The ability to separate surface storage (e.g., due to in-channel features such as eddies and pools) from retention due to hyporheic exchange is important in many solute transport considerations; however, current stream tracer approaches do not allow such separation. We examined transient storage processes in a fourth-order Michigan stream using tracer studies, numerical flow and transport models, and hydrodynamic data obtained from acoustic Doppler current profiler (ADCP) surveys. Since the high-resolution, three-dimensional velocity fields obtained from an ADCP relate to in-channel processes, we used wavelet decomposition to separate the flow into regions of slow and fast moving zones and to estimate the relative sizes of the main channel (A) and the storage zones (AS). Transport modeling based on the tracer data provided estimates of storage zone sizes that included contributions from both surface storage and hyporheic exchange. By coupling the estimates from tracer data with those obtained from an ADCP we were able to assess the relative importance of surface storage in different stream reaches. Estimated (AS/A) values in three test reaches ranged from 0.12 to 0.22, and transient storage residence times varied from approximately 4 min in a run reach dominated by surface storage (reach A) to about 13 min in a reach with some potential for hyporheic exchange (reach C). In reach A the (AS/A) values estimated from tracer and ADCP data were in good agreement, indicating that in-channel processes were the main mechanism responsible for storage in this reach. Reach C estimates, however, showed that surface storage (AS/A = 0.05) accounted for only a fraction of the transient storage estimated using tracer data (A S/A = 0.12), which indicated that hyporheic exchange contributed to transient storage in the reach. The wavelet decomposition approach based on the ADCP data provides a framework to better constrain transient storage models and to eliminate unrealistic parameters.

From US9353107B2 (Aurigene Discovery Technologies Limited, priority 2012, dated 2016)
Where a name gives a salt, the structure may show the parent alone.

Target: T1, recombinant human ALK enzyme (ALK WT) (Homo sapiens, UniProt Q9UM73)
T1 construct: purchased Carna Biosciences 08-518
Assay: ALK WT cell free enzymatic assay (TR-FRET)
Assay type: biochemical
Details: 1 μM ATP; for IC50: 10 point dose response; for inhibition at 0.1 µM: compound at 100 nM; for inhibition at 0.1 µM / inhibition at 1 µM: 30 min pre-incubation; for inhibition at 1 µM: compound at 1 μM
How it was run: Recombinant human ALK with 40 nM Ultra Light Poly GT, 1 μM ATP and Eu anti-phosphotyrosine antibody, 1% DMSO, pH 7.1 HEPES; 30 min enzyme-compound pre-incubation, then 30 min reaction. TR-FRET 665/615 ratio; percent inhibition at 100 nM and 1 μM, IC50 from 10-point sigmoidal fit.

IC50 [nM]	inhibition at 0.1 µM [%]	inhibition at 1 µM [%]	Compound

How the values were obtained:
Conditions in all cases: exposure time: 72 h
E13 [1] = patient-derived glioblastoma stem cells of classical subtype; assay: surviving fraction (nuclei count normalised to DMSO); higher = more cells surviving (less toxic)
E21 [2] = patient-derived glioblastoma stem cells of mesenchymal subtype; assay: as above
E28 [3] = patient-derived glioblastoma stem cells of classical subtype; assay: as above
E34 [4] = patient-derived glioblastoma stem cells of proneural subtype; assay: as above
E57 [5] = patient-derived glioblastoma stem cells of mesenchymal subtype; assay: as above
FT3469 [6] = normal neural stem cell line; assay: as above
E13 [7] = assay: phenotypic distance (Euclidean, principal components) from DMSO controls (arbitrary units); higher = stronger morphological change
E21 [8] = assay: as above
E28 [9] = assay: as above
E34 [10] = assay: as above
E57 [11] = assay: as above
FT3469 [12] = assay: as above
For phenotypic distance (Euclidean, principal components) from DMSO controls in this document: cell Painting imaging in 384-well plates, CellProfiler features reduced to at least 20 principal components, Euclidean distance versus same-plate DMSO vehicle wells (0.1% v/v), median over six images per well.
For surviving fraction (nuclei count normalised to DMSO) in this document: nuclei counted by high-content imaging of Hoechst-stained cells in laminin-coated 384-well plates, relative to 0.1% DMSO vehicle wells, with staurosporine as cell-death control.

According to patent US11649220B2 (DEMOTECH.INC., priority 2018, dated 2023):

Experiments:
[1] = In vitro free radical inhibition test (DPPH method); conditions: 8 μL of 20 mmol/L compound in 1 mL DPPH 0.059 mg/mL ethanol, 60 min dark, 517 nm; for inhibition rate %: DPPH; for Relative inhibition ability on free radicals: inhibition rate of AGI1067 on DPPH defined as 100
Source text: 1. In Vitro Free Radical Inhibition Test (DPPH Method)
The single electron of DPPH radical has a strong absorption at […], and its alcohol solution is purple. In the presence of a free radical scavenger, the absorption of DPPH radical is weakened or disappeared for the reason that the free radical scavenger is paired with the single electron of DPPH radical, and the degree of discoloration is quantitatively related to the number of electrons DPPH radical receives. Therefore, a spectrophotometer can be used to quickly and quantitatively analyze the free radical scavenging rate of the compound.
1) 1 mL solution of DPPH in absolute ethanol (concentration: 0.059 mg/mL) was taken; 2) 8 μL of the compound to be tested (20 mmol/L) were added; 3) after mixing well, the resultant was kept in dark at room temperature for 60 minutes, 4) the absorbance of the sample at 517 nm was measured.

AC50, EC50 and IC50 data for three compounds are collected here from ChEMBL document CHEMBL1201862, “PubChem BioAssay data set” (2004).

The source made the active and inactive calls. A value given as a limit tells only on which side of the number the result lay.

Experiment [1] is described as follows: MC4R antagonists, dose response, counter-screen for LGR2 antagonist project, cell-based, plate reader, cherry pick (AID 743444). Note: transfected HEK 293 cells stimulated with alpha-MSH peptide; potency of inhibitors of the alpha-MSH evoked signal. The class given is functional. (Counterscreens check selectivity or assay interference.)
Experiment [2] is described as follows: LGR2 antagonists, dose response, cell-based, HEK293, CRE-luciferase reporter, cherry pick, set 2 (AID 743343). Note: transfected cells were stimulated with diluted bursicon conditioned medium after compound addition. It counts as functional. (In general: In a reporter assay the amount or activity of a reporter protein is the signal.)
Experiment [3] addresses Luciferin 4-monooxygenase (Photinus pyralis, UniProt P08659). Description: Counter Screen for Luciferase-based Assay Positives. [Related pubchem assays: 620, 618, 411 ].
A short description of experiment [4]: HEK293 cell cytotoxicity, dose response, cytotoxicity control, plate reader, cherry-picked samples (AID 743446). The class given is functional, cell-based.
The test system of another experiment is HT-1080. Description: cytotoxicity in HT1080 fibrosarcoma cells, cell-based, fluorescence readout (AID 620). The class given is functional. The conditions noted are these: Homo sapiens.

All Science Journal Classification (ASJC) codes
- Water Science and Technology